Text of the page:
A friend, a workmate and a perfectionist is how the printing industry has remembered Kenneth (Ken) McLachlan. McLachlan recently passed on, leaving behind his wife Ruth McLachlan, three children and six grandchildren.
McLachlan started his working life as an apprentice compositor at the Government Printing Office, following his father Alex McLachlan’s footsteps.
During this time, he was called up as part of the Government’s National Service.
As technology started to make his trade redundant, he then moved into a management role, which led to him meeting colleague and friend for 52 years, Jim Richardson, when he joined Macarthur Press in Parramatta to manage the book printing segment of the company.
As Richardson was a redundant letterpress printer who had also turned to management, the duo easily formed part of the team at Macarthur Press.
On the unexpected passing of their managing director back then, they took on the task of keeping the business alive with McLachlan looking after the books and buildings division while Richardson headed the men and machines division.
Following the sale of Macarthur Press in 1992, the book division was relocated to the new owners’ factory in Victoria, so McLachlan then took up a new sales position at Star Printery in Erskineville.
In 1995, the three owner/directors retired, following which McLachlan approached Richardson to take on the factory/production role and bring the company up to industry standards, so both McLachlan and Richardson looked after the books and buildings and men and machines divisions of the business respectively again.
Following a successful five years together again, technology and future costs (along with the owners wanting to sell the premises for units) saw the closing of Star on 11 September 2001.
During his working life and beyond, McLachlan was an active member of many groups including industry groups the Galley Club and Society of Old Friends as well as Macarthur Press’ Social Club that created long-term friendships.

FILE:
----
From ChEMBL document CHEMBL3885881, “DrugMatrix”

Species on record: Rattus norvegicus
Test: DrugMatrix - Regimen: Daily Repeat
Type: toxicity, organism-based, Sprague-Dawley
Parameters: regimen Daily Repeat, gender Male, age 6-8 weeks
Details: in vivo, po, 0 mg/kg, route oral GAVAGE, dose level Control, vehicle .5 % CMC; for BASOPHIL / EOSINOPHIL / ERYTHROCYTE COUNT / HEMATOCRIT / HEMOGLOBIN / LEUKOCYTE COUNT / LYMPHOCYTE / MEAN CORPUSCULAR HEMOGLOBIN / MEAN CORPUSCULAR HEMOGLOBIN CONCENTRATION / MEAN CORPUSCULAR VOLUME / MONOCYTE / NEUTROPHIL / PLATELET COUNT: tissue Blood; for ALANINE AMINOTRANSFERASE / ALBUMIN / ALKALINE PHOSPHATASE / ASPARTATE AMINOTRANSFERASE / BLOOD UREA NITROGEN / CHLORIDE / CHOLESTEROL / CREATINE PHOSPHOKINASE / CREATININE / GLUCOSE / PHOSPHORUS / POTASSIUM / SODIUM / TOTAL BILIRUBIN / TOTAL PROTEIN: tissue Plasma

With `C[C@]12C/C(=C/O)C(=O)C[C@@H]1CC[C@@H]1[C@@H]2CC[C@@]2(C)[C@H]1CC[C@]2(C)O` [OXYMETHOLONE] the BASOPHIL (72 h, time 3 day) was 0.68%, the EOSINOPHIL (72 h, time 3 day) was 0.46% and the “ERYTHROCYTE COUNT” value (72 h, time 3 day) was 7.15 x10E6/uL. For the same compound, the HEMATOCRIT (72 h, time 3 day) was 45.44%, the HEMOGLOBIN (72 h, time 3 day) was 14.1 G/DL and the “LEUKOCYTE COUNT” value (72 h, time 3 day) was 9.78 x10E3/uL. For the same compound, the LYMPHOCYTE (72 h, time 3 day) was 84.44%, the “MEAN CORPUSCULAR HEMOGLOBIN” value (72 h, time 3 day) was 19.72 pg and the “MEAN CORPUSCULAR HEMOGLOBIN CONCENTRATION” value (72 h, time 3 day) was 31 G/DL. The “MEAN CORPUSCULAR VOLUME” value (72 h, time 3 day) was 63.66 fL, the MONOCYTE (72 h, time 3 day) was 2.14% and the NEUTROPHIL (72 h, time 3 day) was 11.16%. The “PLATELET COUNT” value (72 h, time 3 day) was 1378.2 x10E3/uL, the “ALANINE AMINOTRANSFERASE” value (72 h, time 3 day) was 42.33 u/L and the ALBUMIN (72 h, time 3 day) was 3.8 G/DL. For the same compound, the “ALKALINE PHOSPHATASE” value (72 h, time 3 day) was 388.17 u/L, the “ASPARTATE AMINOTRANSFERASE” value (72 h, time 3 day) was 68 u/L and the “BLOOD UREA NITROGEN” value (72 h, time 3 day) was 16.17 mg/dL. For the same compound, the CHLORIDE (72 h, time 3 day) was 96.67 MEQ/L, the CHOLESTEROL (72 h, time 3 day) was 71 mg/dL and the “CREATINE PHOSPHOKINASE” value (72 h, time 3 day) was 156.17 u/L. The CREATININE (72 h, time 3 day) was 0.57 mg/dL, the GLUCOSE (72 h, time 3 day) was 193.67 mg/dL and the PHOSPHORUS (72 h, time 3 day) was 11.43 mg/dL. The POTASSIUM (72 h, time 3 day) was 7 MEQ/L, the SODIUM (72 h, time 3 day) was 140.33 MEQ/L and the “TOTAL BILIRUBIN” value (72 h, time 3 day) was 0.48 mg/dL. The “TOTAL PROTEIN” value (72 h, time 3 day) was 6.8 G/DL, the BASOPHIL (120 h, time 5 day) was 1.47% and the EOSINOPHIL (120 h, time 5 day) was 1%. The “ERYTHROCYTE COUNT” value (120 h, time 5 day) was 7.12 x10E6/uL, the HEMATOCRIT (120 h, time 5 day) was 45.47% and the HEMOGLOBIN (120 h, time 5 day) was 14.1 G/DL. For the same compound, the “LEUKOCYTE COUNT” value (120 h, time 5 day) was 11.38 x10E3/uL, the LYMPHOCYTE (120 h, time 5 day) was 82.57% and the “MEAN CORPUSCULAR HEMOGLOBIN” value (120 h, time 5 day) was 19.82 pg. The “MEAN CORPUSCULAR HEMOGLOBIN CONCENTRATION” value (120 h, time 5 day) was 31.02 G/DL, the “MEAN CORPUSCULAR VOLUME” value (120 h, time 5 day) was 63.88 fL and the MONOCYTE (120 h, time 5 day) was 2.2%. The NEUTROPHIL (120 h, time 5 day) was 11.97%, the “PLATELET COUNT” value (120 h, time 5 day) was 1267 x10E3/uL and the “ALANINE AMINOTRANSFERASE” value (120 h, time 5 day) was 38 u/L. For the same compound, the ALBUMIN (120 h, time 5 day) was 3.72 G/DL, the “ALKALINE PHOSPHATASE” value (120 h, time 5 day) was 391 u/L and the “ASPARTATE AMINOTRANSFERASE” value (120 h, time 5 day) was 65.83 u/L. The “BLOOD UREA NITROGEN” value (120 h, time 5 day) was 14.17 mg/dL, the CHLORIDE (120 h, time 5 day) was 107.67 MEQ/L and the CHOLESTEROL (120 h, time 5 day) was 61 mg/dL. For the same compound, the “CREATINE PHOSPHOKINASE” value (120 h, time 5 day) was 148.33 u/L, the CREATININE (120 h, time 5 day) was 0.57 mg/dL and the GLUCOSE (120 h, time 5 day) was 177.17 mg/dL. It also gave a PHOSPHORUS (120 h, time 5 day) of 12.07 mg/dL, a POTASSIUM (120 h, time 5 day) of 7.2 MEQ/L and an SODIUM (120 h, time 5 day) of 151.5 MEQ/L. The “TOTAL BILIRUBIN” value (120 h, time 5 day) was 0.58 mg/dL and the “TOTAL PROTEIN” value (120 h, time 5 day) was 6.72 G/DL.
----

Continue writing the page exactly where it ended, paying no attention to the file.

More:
“Ken was a friend, a workmate and a perfectionist who liked everything to go according to plan,” Richardson said.
“Along with working together for many years in the printing industry, we also shared our love of cars with matching company cars, V8 Toranas, then Commodores, and a belief in training our own apprentices to grow business. He was always hard but fair and respected.
“Ken’s craftsman skills showed in his ability to make things – his Wooden 18’ boat and his many house and garden improvements, managing to create a beautiful home for Ruth and the family to share.
“His love of cars saw him learning panel beating and he had superb welding skills! We watched all our children grow up and had the pleasure of attending their weddings. Over the years, we developed our Friday night dinner which gave us a chance to catch up socially and these continued after retirement until Ken could no longer attend.
“I will always remember the many good times we had as a team over the years.”
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